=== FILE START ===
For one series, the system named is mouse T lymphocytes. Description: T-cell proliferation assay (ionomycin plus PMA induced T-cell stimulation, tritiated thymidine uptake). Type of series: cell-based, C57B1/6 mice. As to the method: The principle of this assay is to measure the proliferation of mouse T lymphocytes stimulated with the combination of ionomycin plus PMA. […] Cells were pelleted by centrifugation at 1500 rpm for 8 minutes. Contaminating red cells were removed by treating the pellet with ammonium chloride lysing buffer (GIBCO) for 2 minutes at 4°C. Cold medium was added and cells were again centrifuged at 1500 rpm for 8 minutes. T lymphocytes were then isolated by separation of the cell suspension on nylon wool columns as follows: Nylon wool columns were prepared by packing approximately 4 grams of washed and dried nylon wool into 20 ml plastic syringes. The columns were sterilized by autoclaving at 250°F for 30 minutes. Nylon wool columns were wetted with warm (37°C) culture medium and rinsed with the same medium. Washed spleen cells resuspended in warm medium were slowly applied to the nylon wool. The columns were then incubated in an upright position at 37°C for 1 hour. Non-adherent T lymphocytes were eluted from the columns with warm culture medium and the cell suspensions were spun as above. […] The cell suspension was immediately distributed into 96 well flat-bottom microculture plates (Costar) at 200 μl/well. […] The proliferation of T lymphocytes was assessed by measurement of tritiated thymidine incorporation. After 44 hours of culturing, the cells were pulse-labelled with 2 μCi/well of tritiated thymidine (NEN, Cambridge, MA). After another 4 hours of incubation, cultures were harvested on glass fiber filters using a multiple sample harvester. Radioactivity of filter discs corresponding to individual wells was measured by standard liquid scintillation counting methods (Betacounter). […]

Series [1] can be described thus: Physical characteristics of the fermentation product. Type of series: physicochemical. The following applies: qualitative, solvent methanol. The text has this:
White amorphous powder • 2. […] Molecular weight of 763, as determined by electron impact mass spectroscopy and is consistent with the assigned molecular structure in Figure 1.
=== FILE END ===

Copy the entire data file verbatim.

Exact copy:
For one series, the system named is mouse T lymphocytes. Description: T-cell proliferation assay (ionomycin plus PMA induced T-cell stimulation, tritiated thymidine uptake). Type of series: cell-based, C57B1/6 mice. As to the method: The principle of this assay is to measure the proliferation of mouse T lymphocytes stimulated with the combination of ionomycin plus PMA. […] Cells were pelleted by centrifugation at 1500 rpm for 8 minutes. Contaminating red cells were removed by treating the pellet with ammonium chloride lysing buffer (GIBCO) for 2 minutes at 4°C. Cold medium was added and cells were again centrifuged at 1500 rpm for 8 minutes. T lymphocytes were then isolated by separation of the cell suspension on nylon wool columns as follows: Nylon wool columns were prepared by packing approximately 4 grams of washed and dried nylon wool into 20 ml plastic syringes. The columns were sterilized by autoclaving at 250°F for 30 minutes. Nylon wool columns were wetted with warm (37°C) culture medium and rinsed with the same medium. Washed spleen cells resuspended in warm medium were slowly applied to the nylon wool. The columns were then incubated in an upright position at 37°C for 1 hour. Non-adherent T lymphocytes were eluted from the columns with warm culture medium and the cell suspensions were spun as above. […] The cell suspension was immediately distributed into 96 well flat-bottom microculture plates (Costar) at 200 μl/well. […] The proliferation of T lymphocytes was assessed by measurement of tritiated thymidine incorporation. After 44 hours of culturing, the cells were pulse-labelled with 2 μCi/well of tritiated thymidine (NEN, Cambridge, MA). After another 4 hours of incubation, cultures were harvested on glass fiber filters using a multiple sample harvester. Radioactivity of filter discs corresponding to individual wells was measured by standard liquid scintillation counting methods (Betacounter). […]

Series [1] can be described thus: Physical characteristics of the fermentation product. Type of series: physicochemical. The following applies: qualitative, solvent methanol. The text has this:
White amorphous powder • 2. […] Molecular weight of 763, as determined by electron impact mass spectroscopy and is consistent with the assigned molecular structure in Figure 1.